What I want to share with you are his ideas on the importance of the social environment or context of the person with dementia. This means the people who are close – like family members – and also the wider society in which we all live. Sabat starts with looking at stereotypes about age initially. We are all familiar with the wide-spread use of the term “seniors” in the United States for older people although we in the UK don’t use it like that. As an example of the negative way our culture sees old age, he takes the phrase “senior moments” which has now become part of everyday language. He asks why do these always refer to little lapses of memory and losing the thread in a conversation? Failures. Why can we not say “I’m having a senior moment” after saying something wise or showing an act of kindness? successes. Don’t you think that’s a neat thought? The fact that we can’t use it like that shows how we have all bought into this idea that getting old is a bad thing.

The stereotypes around dementia are so widespread and so well known that I don’t have to remind you. Phrases like “the burden” or even the “tsunami” of dementia are often heard. So are dreadful expressions like “the death which leaves the body behind” and “the long good-bye” or describing a person as an “empty shell”. Twenty years ago, Kitwood identified 17 ways of reacting to people with dementia which demean and belittle them. These are in response to the stereotypes. He called the examples of what he called “Malignant Social Psychology” and I found it interesting to see them quoted in full in Sabat’s book.

This stuff is as relevant now as when he wrote it 20 years ago and applies equally to people living at home as it does to the long-term care homes where he observed them. The thing is – people are not being deliberately unkind when they think and behave in a way which reinforces these stereotypes. But unless we challenge them, they will continue to thrive. This is why the word “dementia” still frightens people out of their wits.

So, what should we be doing?

Our aim, says Sabat, should be to help people to feel safe. He focuses on the main element of the social world which is communication. This is a particular challenge for people whose language skills are beginning to be lost. We have many people like this in our community and it applies equally well to groups as in one to one conversations. It is a challenge for all concerned.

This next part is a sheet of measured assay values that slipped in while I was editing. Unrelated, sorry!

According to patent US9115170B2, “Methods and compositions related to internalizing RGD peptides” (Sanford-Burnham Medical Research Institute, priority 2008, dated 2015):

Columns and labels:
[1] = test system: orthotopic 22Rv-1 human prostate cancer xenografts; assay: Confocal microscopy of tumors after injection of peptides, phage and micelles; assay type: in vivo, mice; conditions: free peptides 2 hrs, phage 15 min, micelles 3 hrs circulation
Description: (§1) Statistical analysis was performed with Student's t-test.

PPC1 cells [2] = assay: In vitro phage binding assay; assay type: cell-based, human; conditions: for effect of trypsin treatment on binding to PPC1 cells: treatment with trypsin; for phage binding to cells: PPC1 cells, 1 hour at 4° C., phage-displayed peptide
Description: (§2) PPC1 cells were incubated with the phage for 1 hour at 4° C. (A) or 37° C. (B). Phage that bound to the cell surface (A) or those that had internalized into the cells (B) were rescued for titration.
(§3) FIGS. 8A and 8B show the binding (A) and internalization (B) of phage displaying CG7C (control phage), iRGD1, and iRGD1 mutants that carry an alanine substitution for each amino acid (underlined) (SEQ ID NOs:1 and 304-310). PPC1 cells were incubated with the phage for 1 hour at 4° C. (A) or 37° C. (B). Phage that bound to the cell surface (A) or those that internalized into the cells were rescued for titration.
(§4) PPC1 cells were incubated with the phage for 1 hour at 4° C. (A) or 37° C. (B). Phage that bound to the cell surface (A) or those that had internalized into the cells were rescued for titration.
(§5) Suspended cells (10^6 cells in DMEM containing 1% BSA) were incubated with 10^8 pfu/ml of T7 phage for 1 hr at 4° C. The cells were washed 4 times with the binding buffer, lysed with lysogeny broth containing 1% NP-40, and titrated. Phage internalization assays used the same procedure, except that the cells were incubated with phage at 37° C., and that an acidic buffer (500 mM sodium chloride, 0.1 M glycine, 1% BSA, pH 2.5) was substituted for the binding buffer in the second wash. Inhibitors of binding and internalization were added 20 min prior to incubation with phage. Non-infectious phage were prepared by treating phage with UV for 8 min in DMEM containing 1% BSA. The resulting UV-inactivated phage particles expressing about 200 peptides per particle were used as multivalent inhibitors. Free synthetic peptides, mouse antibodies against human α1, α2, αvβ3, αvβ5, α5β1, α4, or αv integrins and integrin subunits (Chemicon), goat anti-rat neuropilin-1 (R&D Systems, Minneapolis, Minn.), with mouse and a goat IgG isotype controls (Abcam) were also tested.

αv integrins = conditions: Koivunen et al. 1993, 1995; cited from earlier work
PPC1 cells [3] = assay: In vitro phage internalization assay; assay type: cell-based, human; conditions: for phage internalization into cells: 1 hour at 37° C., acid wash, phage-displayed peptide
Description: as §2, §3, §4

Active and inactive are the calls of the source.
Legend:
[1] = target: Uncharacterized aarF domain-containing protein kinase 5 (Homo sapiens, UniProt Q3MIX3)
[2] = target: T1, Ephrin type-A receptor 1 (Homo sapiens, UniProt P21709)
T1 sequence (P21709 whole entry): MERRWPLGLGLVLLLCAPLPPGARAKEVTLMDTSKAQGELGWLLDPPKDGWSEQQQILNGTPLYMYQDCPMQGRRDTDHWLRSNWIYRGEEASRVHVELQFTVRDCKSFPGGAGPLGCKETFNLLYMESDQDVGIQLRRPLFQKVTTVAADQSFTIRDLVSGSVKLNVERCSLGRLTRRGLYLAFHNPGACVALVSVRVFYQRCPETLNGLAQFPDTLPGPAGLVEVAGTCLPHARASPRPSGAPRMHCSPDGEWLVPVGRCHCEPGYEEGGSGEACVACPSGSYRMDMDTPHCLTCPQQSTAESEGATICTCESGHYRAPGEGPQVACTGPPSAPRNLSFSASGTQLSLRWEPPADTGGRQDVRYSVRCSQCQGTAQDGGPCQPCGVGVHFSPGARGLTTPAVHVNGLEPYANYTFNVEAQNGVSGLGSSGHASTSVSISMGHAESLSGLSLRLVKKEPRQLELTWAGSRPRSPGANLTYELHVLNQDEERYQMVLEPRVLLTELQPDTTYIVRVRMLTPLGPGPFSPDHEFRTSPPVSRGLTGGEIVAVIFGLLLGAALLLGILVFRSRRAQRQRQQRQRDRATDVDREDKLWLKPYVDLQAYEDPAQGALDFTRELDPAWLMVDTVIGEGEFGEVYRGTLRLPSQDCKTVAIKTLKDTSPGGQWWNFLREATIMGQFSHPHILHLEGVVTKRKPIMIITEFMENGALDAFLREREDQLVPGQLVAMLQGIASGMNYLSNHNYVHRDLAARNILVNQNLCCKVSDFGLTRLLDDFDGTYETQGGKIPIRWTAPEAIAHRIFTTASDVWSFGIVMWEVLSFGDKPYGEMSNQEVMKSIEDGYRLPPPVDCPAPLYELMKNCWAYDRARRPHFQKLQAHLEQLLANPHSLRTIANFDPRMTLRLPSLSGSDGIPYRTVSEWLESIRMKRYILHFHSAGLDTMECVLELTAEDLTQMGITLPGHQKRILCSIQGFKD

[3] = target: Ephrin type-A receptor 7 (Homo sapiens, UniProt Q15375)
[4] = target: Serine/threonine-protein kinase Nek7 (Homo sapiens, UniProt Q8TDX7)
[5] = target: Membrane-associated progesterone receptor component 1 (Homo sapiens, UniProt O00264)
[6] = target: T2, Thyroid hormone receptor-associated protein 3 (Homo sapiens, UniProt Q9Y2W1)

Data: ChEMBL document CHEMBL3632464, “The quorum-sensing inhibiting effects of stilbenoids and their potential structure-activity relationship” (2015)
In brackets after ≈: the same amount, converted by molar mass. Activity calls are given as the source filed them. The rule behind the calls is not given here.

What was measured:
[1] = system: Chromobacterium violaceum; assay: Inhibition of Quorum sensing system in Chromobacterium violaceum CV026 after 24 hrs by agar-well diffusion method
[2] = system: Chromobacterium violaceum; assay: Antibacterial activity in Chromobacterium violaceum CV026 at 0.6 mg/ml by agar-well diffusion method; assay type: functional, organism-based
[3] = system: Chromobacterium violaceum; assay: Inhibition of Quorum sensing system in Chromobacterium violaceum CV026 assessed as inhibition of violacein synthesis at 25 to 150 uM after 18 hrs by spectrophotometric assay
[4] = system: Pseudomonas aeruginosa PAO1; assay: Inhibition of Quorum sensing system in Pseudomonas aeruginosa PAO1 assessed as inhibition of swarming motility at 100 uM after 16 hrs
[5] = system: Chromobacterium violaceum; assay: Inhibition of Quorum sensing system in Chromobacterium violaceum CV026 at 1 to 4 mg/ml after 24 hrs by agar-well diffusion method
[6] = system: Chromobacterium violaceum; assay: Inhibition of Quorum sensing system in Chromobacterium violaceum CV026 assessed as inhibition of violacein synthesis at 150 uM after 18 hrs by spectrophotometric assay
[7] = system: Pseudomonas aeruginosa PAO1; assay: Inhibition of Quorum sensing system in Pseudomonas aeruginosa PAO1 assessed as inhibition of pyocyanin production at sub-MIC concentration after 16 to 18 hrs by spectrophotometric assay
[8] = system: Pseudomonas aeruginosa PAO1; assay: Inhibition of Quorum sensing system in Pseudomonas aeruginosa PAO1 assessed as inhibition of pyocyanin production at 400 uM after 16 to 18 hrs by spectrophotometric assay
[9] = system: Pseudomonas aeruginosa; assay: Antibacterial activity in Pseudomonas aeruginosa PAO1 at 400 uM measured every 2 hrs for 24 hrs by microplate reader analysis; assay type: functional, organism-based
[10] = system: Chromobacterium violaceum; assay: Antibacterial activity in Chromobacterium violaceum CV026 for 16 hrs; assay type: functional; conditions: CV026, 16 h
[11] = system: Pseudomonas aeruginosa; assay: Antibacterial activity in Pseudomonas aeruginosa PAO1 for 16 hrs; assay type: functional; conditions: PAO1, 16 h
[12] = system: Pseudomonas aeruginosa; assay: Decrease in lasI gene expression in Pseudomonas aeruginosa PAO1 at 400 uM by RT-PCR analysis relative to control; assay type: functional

1.Intentional stance.
“This means” he says “that we view what the person does or says as an attempt to communicate something even if they say something that is unclear to us. That is, we assume that the person with dementia has thoughts, feelings, attitudes and beliefs that he or she wants to share despite his or her word-finding or other language related difficulties”. Another gem “If I do not understand what the person with dementia says, he or she is not ‘confused’. Rather, I am! I totally agree with Sabat, but I am under no illusions about how difficult it is – especially in a group. We just have to try our best.

2.Active listening.
Having taken the first point on board we then have to learn how to listen actively. “When we truly care about our partner in conversation, we give him or her our focused attention and if we are not sure we understand what he or she is saying, we say so.”  He tells us not to ‘’zone out’ like we might if we are talking to someone on the phone with one eye on the TV programme we were watching. He also says we shouldn’t say “Okay. That’s all right” when someone is trying really hard to tell us something, expressing their frustration and emotion at not being able to find the words. By saying ‘Okay’ the speaker is communicating that he or she understands what the person is saying when the opposite is true. We should say ‘I’m having trouble understanding what you’re saying’ because that is the truth. Better yet is saying with great sincerity, ‘I’m having trouble understanding what you’re saying, and I need your help’.
That really brought me up short. I think I have been doing this wrong. My desire to reassure the person has made me do just what Sabat says we should not.

3. Indirect repair.
Sabat starts by saying what it is not. A teacher corrects the pronunciation or grammar of a pupil. This is direct repair. He then gives examples of indirect repair. “I’m not sure I understand what you’re saying…let me see if I do. You’re saying that…? The other person can then indicate yes or no”. You could try out the word you think they are searching for, or the feeling they are expressing. This tells the person that you are taking them seriously. Demonstrate that you’re listening – hearing more than just the words. Now you are on a ‘joint venture’ to figure out what the person is trying to communicate. This gives them more confidence that you are listening actively and caring about what he or she was saying. This allows the person to feel safe